The prior posts dealt with the moronic way that lawyers do the "3 names" thing. That's not a referral, that's giving 3 names and saying "pick whomever."

In 2009, I said:

Why tell the client the best Italian restaurant in town, when you can give them a list of 3? That way if they don’t like the one they choose, it’s not the lawyer’s fault.

In football, we call that “punting.” You can’t get the ball where you need it to go, so you just give it to the other team and see what they can do with it.

If you’re referring 3 lawyers, you’re referring no one. You’re punting.

Last year, I said: We are the profession known best for referring business and we suck at it.

In 2011, it's getting worse.

Here's the new trend:

An email goes out on a listserv: Anyone know a good, reasonably priced, not too expensive divorce lawyer (everyone on a listserv wants a good, reasonably priced, not too expensive lawyer) in Shitbag, Wherever?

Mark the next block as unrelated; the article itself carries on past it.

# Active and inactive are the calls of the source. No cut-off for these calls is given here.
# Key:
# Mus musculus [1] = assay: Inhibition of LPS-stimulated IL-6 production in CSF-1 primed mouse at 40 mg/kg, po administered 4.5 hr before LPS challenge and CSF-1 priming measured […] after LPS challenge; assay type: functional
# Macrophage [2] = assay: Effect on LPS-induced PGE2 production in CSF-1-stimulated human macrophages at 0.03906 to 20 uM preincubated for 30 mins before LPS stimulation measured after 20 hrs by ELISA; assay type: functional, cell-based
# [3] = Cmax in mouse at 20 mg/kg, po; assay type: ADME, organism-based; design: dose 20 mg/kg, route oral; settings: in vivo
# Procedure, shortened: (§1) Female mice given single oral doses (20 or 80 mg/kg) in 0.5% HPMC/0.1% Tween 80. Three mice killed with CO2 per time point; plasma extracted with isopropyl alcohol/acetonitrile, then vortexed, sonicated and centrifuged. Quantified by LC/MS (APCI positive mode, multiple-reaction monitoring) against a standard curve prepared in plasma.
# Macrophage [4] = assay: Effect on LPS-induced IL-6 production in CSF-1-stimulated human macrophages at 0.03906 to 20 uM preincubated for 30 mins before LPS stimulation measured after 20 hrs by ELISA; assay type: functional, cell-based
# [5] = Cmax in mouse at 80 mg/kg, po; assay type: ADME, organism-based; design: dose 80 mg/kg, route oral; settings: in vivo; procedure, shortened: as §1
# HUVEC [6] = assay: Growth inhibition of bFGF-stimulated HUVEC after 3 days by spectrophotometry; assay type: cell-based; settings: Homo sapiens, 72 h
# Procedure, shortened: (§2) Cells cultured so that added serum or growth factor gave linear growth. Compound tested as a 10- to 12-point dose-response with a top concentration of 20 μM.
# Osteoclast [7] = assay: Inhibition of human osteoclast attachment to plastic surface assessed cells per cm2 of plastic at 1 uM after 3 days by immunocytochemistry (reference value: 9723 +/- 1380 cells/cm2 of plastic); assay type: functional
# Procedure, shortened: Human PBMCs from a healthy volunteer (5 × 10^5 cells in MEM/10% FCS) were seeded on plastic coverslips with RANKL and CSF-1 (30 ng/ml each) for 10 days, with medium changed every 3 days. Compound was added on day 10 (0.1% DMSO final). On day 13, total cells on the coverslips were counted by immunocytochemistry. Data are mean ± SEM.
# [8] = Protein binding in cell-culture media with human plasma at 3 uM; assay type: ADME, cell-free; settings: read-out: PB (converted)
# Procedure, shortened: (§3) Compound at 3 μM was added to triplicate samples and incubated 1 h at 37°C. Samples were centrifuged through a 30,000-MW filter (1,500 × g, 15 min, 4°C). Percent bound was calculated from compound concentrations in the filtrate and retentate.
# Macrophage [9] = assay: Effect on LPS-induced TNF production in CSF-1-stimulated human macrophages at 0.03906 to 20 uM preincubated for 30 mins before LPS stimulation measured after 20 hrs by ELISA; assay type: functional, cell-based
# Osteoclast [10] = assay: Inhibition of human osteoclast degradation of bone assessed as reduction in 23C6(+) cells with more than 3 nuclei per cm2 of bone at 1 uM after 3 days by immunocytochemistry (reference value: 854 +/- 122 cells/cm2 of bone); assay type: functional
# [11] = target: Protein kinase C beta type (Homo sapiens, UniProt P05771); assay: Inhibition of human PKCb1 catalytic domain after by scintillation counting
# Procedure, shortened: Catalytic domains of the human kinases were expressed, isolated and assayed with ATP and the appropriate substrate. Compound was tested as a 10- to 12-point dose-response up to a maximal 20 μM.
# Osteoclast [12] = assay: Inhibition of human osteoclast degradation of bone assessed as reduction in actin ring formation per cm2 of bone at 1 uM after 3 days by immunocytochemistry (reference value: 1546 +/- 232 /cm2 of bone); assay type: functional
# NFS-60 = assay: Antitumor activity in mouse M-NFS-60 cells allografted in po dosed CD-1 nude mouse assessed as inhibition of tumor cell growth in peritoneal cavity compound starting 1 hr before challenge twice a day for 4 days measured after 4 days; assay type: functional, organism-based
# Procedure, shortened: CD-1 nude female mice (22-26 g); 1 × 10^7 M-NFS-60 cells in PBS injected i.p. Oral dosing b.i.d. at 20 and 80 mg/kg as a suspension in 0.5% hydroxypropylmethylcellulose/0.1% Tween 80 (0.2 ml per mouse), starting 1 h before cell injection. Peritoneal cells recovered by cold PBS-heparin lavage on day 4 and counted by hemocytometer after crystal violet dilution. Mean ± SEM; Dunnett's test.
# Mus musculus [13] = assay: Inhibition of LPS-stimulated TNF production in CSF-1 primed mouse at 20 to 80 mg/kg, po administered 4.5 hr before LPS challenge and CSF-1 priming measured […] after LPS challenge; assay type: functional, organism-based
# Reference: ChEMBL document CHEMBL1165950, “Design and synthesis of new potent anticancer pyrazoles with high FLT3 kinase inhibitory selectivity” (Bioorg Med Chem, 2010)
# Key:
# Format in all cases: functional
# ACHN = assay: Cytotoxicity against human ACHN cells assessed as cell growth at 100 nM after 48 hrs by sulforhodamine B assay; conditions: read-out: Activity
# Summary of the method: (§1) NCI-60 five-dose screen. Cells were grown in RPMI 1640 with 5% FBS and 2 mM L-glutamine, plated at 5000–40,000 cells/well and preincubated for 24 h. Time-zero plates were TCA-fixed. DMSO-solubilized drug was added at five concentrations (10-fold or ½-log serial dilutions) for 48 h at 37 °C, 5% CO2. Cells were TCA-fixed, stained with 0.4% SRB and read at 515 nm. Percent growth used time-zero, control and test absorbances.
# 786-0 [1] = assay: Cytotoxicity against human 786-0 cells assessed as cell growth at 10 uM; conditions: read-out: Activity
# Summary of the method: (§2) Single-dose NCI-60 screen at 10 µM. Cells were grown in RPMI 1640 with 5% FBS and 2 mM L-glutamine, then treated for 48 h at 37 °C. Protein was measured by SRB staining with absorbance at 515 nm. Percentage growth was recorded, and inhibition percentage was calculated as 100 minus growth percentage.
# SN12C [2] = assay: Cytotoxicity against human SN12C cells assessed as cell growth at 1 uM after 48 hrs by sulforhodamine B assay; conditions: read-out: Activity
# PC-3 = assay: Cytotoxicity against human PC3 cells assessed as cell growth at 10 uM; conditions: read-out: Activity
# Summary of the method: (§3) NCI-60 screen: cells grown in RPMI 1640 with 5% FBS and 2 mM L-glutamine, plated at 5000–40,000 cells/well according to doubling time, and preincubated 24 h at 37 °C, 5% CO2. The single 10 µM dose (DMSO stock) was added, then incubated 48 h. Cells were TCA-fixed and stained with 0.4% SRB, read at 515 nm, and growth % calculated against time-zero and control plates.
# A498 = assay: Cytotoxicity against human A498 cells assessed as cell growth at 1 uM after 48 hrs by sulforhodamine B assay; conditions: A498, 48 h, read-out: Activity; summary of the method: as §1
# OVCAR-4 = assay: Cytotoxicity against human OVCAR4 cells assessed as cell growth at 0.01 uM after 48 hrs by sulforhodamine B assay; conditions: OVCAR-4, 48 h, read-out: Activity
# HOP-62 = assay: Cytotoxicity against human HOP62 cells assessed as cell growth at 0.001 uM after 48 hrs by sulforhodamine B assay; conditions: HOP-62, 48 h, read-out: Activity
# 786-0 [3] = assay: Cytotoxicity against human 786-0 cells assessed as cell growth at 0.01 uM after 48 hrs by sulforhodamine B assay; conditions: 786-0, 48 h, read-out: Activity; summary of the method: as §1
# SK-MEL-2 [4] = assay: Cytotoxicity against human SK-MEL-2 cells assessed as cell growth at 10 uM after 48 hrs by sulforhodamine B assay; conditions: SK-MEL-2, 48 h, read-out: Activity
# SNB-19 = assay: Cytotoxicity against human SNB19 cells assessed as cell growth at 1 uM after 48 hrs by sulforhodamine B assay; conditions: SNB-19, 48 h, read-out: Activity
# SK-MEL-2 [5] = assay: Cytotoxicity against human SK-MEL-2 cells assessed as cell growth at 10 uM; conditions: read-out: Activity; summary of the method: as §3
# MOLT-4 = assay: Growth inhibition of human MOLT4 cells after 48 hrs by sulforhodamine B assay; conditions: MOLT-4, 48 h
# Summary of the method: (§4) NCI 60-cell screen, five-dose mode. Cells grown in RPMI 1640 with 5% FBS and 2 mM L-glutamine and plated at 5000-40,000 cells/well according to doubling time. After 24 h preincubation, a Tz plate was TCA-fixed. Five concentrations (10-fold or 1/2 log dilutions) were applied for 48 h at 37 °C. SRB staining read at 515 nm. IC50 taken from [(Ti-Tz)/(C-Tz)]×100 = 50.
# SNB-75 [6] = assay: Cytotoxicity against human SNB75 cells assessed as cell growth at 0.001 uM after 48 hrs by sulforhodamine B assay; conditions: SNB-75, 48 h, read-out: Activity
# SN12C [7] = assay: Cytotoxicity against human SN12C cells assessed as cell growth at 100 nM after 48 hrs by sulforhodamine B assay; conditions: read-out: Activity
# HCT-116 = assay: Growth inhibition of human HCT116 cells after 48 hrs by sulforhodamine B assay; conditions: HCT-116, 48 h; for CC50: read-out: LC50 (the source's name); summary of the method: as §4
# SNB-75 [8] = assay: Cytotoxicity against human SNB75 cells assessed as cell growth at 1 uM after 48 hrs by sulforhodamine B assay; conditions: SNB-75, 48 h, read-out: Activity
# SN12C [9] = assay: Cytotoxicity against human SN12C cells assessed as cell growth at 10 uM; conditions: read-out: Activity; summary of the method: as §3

Fifteen minutes later:

Thanks for all the responses, wow this listserv is great, I've passed along all the names to the client.

Way to go. The guy just asked you to recommend someone for him and you told him to choose between 13 names of friends of your friends, and probably some of your friends who in this economy told you they will fly there and handle the case themselves, for $500 down.

Question: What is your fear of becoming a good source for referrals to good lawyers?

Why can't you take those 13, 19, or 57 names and take a few minutes and look a couple of them up? Maybe call one or two.

I think you're better off saying you don't know anyone, because you don't.

Clients are looking for referrals, not looking to pin the tail on the donkey on the internet. They're asking you for a name, a recommendation. Give one, or don't.

Non-anonymous comments welcome. Located in Miami, Florida, Brian Tannebaum practices Bar Admission and Discipline and Criminal Defense. He is the author of I Got A Bar Complaint.Share/Save/Bookmark

Sunday, May 22, 2011

Florida Bar Website Hit By Rapture